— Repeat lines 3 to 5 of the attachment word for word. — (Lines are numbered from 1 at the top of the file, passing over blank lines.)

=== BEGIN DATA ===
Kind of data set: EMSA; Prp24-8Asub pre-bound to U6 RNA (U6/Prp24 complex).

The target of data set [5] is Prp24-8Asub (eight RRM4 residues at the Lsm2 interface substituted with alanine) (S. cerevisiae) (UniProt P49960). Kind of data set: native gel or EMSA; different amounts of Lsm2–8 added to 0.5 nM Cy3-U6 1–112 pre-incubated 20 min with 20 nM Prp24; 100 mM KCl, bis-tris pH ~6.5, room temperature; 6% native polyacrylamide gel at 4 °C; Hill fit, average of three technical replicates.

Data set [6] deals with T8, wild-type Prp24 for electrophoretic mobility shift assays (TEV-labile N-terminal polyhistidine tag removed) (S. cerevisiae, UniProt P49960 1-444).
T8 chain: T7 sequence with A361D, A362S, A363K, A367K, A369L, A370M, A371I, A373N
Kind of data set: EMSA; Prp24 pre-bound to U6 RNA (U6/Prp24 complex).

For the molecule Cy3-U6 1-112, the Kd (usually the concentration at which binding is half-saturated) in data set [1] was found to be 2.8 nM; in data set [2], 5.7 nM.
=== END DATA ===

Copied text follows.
Data set [6] deals with T8, wild-type Prp24 for electrophoretic mobility shift assays (TEV-labile N-terminal polyhistidine tag removed) (S. cerevisiae, UniProt P49960 1-444).
T8 chain: T7 sequence with A361D, A362S, A363K, A367K, A369L, A370M, A371I, A373N
Kind of data set: EMSA; Prp24 pre-bound to U6 RNA (U6/Prp24 complex).